William B. Ide Adobe in William B. Ide Adobe State Historic Park, a California adobe and history museum near Red Bluff, Calif. (ChesPal – Debra Heaphy | Wikimedia Commons)
This is one of the most unique of the myriad of histories of California. It tells of the state’s first and only revolution; it’s short-life as a Republic and the man who was its first and only President who was said to live in an adobe cabin he had no connection with. Yet it lives on in history as the William B. Ide State Historical Park, writes Al Auger. (Lifestyle, @Siliconeer, #Siliconeer, #Travel, #California, #RedBluff, #WilliamBIdeAdobe)
I can’t count the hundreds of Historical Marker Ahead signs I have passed with little concern or, with interest piqued, tell myself “next time around, I’ll have to check that out.” Of course, I never did; that is until I passed by the William B. Ide Adobe marker outside the town of Red Bluff alongside Interstate 5 in Northern California. It took three passes, but one day I put together a picnic lunch and headed down Adobe Road in Red Bluff.
Just two miles off I-5, I discovered the William B. Ide State Historic State Park to be a most charming and serene reminders of our Gold Rush and Californio heritage. And a conundrum of confusion and misspoke history. Your first hint of the quiet hideaway found is the lush green picnic ground beneath giant oak trees. Complimenting this aura are the picnic tables strategically placed under majestic oaks that sit on a bluff above the rolling waters of the Sacramento River.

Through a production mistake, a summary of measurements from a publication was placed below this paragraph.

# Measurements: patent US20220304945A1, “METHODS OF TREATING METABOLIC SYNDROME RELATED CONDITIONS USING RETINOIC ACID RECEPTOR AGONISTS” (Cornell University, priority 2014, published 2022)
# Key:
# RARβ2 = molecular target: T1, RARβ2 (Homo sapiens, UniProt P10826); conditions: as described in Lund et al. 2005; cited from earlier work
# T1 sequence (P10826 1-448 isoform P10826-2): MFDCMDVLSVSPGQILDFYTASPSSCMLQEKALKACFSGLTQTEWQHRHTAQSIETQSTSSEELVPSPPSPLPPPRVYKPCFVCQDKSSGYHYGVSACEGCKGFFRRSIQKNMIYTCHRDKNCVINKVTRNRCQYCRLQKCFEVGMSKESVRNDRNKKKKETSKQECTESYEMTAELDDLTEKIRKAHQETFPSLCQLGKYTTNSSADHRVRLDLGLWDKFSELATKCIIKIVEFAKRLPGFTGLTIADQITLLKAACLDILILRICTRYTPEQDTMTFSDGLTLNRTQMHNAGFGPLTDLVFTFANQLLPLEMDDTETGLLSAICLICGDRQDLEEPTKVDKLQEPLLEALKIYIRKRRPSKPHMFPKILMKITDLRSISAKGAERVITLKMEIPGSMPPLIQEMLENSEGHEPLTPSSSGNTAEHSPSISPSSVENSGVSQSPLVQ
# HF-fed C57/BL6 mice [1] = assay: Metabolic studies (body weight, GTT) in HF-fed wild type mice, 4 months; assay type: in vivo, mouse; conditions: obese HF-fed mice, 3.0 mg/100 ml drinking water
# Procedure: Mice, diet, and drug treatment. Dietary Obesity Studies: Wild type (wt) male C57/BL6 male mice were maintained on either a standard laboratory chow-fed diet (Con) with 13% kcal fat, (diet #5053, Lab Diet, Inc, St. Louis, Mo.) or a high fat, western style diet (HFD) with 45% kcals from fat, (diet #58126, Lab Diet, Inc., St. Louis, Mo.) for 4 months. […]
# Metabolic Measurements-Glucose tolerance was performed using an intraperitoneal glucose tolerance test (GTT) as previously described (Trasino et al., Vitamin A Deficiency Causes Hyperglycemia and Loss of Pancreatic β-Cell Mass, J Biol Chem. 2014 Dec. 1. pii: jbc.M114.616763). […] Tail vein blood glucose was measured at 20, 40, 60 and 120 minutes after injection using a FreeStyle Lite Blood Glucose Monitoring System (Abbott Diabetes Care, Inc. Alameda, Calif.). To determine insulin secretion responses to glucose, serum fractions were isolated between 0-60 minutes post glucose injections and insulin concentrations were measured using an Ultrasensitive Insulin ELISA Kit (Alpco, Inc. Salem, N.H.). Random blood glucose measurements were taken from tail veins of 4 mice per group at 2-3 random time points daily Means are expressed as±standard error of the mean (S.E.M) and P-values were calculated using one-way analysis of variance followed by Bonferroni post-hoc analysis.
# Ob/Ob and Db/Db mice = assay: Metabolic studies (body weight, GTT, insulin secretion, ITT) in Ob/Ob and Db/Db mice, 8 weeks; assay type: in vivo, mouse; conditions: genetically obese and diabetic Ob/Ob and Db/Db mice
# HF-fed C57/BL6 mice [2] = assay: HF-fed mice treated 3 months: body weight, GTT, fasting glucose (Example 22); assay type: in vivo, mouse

Cross the bridge to your left and you’re suddenly in a time warp, spiraled back to the days of Spanish land grants, vaqueros, and the short-lived California Republic. The Republic lasted only 24 days and its President was William B. Ide. During the winter of 1846 rumors were flying the Mexican government was planning to evict all illegal American settlers. In June of that year, Ide and a small volunteer army attacked the pueblo of Sonoma and captured the Mexican Comandante of Northern California, Mariano Vallejo. The victorious band raised the Bear Flag and chose Ide as President of the new Republic. On July 9, after hearing of the United States’ declaration of war against Mexico, the Bear Flag was lowered and the American flag raised.
Nobody seems to know just how the Adobe became identified as Ide’s home at any period of his life in the region. Ide’s residence, Rancho de la Barranca Colorado, was located south of present-day Red Bluff. The evidence that does exist, say State Park Historians, pretty much points to one Abraham Dibble as the Adobe builder.
The adobe is an anomaly of the genre with a recognizable Spanish exterior and New England interior, unadorned and simple. The adobe interior has been restored and furnished as it was in the mid-1800s.
Beneath the tranquility and subtle introduction to some of California’s more arcane history lays a hustle and bustle that sneaks up and grabs you. Throughout the year, the resident park rangers oversee a full schedule of interpretive historic events (see sidebar) aided by a host of volunteer docents and workers. Most of these helpers are teachers and students from the local High School district. During the year, literally hundreds of students from the many school districts in the area visit the park for interpretive tours. It is also available for private period parties, weddings, etc.